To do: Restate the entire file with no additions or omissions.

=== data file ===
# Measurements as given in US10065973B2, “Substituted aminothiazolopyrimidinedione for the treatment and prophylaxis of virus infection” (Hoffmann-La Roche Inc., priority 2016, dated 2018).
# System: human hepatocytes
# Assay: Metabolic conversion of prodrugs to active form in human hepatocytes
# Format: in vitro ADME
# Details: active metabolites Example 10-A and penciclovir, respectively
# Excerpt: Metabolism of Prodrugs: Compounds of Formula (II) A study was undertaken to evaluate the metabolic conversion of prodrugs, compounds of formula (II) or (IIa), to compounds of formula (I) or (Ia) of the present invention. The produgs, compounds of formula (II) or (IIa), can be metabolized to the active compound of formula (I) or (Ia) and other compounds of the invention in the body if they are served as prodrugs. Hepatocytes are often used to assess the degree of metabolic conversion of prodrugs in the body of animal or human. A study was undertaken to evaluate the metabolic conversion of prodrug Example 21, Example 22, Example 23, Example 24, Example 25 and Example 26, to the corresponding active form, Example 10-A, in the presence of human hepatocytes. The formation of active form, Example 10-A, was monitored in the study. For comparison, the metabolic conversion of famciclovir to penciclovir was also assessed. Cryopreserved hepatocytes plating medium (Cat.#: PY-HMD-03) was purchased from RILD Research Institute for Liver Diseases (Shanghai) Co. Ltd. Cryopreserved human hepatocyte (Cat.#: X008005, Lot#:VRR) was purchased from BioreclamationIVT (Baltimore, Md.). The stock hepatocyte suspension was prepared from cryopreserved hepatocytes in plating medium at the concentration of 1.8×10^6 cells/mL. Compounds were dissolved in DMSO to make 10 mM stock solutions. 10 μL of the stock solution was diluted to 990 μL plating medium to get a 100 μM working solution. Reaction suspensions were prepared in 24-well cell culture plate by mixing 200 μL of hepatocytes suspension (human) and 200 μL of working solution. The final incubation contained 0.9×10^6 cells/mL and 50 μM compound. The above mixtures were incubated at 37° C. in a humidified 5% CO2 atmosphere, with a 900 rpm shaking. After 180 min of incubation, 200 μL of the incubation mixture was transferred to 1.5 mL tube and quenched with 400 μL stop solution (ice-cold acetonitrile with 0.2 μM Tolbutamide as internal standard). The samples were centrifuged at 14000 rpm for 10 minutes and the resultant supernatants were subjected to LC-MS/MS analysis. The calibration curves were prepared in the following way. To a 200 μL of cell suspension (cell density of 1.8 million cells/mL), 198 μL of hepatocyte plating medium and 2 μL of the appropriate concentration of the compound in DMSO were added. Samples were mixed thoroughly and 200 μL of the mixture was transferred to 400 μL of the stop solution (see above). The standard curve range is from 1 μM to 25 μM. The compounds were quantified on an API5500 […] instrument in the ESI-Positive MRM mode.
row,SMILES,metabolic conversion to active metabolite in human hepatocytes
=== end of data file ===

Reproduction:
# Measurements as given in US10065973B2, “Substituted aminothiazolopyrimidinedione for the treatment and prophylaxis of virus infection” (Hoffmann-La Roche Inc., priority 2016, dated 2018).
# System: human hepatocytes
# Assay: Metabolic conversion of prodrugs to active form in human hepatocytes
# Format: in vitro ADME
# Details: active metabolites Example 10-A and penciclovir, respectively
# Excerpt: Metabolism of Prodrugs: Compounds of Formula (II) A study was undertaken to evaluate the metabolic conversion of prodrugs, compounds of formula (II) or (IIa), to compounds of formula (I) or (Ia) of the present invention. The produgs, compounds of formula (II) or (IIa), can be metabolized to the active compound of formula (I) or (Ia) and other compounds of the invention in the body if they are served as prodrugs. Hepatocytes are often used to assess the degree of metabolic conversion of prodrugs in the body of animal or human. A study was undertaken to evaluate the metabolic conversion of prodrug Example 21, Example 22, Example 23, Example 24, Example 25 and Example 26, to the corresponding active form, Example 10-A, in the presence of human hepatocytes. The formation of active form, Example 10-A, was monitored in the study. For comparison, the metabolic conversion of famciclovir to penciclovir was also assessed. Cryopreserved hepatocytes plating medium (Cat.#: PY-HMD-03) was purchased from RILD Research Institute for Liver Diseases (Shanghai) Co. Ltd. Cryopreserved human hepatocyte (Cat.#: X008005, Lot#:VRR) was purchased from BioreclamationIVT (Baltimore, Md.). The stock hepatocyte suspension was prepared from cryopreserved hepatocytes in plating medium at the concentration of 1.8×10^6 cells/mL. Compounds were dissolved in DMSO to make 10 mM stock solutions. 10 μL of the stock solution was diluted to 990 μL plating medium to get a 100 μM working solution. Reaction suspensions were prepared in 24-well cell culture plate by mixing 200 μL of hepatocytes suspension (human) and 200 μL of working solution. The final incubation contained 0.9×10^6 cells/mL and 50 μM compound. The above mixtures were incubated at 37° C. in a humidified 5% CO2 atmosphere, with a 900 rpm shaking. After 180 min of incubation, 200 μL of the incubation mixture was transferred to 1.5 mL tube and quenched with 400 μL stop solution (ice-cold acetonitrile with 0.2 μM Tolbutamide as internal standard). The samples were centrifuged at 14000 rpm for 10 minutes and the resultant supernatants were subjected to LC-MS/MS analysis. The calibration curves were prepared in the following way. To a 200 μL of cell suspension (cell density of 1.8 million cells/mL), 198 μL of hepatocyte plating medium and 2 μL of the appropriate concentration of the compound in DMSO were added. Samples were mixed thoroughly and 200 μL of the mixture was transferred to 400 μL of the stop solution (see above). The standard curve range is from 1 μM to 25 μM. The compounds were quantified on an API5500 […] instrument in the ESI-Positive MRM mode.
row,SMILES,metabolic conversion to active metabolite in human hepatocytes